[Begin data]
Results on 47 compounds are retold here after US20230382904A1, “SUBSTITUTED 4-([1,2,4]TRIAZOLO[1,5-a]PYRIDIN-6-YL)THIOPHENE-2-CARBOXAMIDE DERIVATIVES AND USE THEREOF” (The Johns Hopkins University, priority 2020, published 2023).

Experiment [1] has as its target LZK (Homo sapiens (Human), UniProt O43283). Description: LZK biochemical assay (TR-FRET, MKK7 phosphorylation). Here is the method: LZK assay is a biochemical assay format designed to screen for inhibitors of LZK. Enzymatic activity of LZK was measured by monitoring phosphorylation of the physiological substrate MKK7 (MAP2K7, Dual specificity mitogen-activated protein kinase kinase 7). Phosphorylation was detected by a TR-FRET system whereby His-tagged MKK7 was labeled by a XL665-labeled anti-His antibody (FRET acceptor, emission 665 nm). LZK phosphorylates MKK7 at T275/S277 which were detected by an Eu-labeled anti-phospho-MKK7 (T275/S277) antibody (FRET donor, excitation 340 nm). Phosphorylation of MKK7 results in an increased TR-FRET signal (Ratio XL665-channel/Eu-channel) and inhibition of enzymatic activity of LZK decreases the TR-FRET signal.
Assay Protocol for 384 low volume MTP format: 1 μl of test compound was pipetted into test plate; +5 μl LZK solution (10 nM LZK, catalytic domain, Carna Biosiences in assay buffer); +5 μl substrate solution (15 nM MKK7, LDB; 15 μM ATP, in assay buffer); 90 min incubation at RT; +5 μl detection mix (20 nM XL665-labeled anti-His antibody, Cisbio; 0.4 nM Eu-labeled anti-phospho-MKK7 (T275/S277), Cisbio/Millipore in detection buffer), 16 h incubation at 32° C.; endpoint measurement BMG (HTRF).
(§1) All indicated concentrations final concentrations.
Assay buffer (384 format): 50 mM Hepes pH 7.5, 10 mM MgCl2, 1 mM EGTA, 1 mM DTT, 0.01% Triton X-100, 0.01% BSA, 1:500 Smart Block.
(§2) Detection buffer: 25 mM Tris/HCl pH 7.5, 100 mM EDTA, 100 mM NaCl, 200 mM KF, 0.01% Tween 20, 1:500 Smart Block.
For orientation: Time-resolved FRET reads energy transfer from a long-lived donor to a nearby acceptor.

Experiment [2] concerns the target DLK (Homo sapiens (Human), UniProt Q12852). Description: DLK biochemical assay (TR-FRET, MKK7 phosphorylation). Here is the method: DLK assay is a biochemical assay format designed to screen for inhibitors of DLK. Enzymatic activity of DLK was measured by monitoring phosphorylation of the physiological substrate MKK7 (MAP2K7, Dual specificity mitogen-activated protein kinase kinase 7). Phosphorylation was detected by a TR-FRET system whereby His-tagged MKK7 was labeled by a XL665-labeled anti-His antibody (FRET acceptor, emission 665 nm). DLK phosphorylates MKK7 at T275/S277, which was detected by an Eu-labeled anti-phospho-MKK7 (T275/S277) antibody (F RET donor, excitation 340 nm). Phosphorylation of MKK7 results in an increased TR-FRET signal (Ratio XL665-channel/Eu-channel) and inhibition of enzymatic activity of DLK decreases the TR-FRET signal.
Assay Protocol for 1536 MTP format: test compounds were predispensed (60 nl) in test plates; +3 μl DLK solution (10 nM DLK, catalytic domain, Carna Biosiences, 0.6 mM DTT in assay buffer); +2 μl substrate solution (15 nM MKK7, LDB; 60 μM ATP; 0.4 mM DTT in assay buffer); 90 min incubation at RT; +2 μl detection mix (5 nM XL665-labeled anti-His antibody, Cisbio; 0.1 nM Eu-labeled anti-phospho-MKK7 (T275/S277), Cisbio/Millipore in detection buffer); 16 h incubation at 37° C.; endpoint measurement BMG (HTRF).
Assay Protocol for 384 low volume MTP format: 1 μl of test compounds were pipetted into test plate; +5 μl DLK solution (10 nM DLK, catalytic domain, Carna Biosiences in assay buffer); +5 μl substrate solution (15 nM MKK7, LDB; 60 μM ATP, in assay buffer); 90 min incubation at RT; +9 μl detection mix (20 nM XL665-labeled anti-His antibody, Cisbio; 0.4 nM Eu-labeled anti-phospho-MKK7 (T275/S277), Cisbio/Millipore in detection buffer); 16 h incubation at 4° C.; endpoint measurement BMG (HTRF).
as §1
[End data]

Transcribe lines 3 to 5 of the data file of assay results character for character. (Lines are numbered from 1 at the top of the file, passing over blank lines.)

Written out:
Assay Protocol for 384 low volume MTP format: 1 μl of test compound was pipetted into test plate; +5 μl LZK solution (10 nM LZK, catalytic domain, Carna Biosiences in assay buffer); +5 μl substrate solution (15 nM MKK7, LDB; 15 μM ATP, in assay buffer); 90 min incubation at RT; +5 μl detection mix (20 nM XL665-labeled anti-His antibody, Cisbio; 0.4 nM Eu-labeled anti-phospho-MKK7 (T275/S277), Cisbio/Millipore in detection buffer), 16 h incubation at 32° C.; endpoint measurement BMG (HTRF).
(§1) All indicated concentrations final concentrations.
Assay buffer (384 format): 50 mM Hepes pH 7.5, 10 mM MgCl2, 1 mM EGTA, 1 mM DTT, 0.01% Triton X-100, 0.01% BSA, 1:500 Smart Block.